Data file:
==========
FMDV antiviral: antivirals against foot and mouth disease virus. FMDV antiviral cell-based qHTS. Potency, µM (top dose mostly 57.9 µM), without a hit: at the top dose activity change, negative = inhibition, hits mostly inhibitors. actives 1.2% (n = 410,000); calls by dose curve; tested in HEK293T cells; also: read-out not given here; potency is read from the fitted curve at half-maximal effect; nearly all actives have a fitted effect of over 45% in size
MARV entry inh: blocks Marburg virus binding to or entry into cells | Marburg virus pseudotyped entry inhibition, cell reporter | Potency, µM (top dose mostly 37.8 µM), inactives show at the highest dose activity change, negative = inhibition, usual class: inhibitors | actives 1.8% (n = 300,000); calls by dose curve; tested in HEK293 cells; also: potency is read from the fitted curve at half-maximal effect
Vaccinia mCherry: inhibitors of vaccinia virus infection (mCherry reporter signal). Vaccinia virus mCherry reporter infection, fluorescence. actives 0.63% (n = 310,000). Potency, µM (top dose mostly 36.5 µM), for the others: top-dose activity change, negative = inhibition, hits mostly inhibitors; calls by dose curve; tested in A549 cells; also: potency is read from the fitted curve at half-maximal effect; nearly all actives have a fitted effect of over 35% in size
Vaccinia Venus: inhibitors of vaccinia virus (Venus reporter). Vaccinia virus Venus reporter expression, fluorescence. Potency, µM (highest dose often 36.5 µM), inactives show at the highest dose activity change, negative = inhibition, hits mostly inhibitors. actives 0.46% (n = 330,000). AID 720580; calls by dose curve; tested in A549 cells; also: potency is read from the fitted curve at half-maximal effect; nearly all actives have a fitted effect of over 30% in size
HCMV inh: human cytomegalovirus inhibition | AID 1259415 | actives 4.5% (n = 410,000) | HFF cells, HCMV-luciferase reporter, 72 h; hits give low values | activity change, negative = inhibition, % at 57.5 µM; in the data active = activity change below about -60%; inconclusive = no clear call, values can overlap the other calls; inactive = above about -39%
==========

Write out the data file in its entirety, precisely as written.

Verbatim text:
FMDV antiviral: antivirals against foot and mouth disease virus. FMDV antiviral cell-based qHTS. Potency, µM (top dose mostly 57.9 µM), without a hit: at the top dose activity change, negative = inhibition, hits mostly inhibitors. actives 1.2% (n = 410,000); calls by dose curve; tested in HEK293T cells; also: read-out not given here; potency is read from the fitted curve at half-maximal effect; nearly all actives have a fitted effect of over 45% in size
MARV entry inh: blocks Marburg virus binding to or entry into cells | Marburg virus pseudotyped entry inhibition, cell reporter | Potency, µM (top dose mostly 37.8 µM), inactives show at the highest dose activity change, negative = inhibition, usual class: inhibitors | actives 1.8% (n = 300,000); calls by dose curve; tested in HEK293 cells; also: potency is read from the fitted curve at half-maximal effect
Vaccinia mCherry: inhibitors of vaccinia virus infection (mCherry reporter signal). Vaccinia virus mCherry reporter infection, fluorescence. actives 0.63% (n = 310,000). Potency, µM (top dose mostly 36.5 µM), for the others: top-dose activity change, negative = inhibition, hits mostly inhibitors; calls by dose curve; tested in A549 cells; also: potency is read from the fitted curve at half-maximal effect; nearly all actives have a fitted effect of over 35% in size
Vaccinia Venus: inhibitors of vaccinia virus (Venus reporter). Vaccinia virus Venus reporter expression, fluorescence. Potency, µM (highest dose often 36.5 µM), inactives show at the highest dose activity change, negative = inhibition, hits mostly inhibitors. actives 0.46% (n = 330,000). AID 720580; calls by dose curve; tested in A549 cells; also: potency is read from the fitted curve at half-maximal effect; nearly all actives have a fitted effect of over 30% in size
HCMV inh: human cytomegalovirus inhibition | AID 1259415 | actives 4.5% (n = 410,000) | HFF cells, HCMV-luciferase reporter, 72 h; hits give low values | activity change, negative = inhibition, % at 57.5 µM; in the data active = activity change below about -60%; inconclusive = no clear call, values can overlap the other calls; inactive = above about -39%